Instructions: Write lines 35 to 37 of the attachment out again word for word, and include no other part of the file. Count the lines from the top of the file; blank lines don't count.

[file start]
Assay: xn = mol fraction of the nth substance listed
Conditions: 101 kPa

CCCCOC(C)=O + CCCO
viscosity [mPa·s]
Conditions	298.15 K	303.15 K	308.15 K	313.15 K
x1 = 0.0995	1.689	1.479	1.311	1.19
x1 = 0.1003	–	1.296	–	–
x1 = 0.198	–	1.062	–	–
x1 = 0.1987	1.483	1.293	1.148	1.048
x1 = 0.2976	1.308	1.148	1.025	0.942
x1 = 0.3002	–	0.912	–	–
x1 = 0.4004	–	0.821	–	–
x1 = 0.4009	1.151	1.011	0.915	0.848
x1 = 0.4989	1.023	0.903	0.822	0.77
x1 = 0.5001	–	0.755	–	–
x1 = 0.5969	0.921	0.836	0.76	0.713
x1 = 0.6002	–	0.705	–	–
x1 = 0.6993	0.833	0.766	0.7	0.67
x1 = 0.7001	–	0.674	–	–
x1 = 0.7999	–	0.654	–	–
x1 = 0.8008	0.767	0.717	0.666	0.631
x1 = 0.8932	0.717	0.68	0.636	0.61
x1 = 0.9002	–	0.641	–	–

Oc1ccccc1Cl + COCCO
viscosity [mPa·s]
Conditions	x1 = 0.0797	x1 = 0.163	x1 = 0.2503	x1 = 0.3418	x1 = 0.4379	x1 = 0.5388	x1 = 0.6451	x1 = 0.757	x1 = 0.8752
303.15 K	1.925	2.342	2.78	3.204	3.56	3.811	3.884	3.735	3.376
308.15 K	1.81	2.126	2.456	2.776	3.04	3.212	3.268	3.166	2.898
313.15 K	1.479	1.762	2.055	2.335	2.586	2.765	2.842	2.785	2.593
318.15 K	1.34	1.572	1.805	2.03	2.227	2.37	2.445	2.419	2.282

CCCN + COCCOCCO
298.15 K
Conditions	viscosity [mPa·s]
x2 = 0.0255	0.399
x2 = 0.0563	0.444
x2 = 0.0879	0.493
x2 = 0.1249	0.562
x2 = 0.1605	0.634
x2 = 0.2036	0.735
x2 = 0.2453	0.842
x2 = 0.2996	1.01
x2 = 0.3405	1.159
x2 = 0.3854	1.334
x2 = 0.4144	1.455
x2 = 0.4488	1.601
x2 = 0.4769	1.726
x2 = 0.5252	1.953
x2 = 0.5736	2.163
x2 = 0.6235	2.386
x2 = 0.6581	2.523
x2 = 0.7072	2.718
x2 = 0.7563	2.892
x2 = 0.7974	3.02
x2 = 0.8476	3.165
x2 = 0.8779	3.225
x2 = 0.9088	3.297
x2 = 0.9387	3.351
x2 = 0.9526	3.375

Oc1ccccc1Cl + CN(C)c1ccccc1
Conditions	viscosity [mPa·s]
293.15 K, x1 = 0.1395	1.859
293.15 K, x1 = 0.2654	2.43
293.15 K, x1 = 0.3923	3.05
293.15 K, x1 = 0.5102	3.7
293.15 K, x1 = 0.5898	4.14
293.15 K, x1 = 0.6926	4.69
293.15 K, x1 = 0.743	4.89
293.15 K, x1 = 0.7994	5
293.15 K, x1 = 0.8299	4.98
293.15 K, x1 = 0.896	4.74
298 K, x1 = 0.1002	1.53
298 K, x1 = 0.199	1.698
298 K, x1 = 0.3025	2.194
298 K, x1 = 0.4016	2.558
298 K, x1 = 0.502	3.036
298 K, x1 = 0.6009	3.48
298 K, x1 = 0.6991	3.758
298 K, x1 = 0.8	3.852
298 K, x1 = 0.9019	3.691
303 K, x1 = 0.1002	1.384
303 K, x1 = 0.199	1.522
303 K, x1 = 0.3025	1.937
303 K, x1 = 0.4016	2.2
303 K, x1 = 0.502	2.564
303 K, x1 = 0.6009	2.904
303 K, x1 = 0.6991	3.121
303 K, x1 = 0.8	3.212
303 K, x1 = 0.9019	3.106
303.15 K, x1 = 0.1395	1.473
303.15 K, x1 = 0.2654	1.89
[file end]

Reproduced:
x2 = 0.0563	0.444
x2 = 0.0879	0.493
x2 = 0.1249	0.562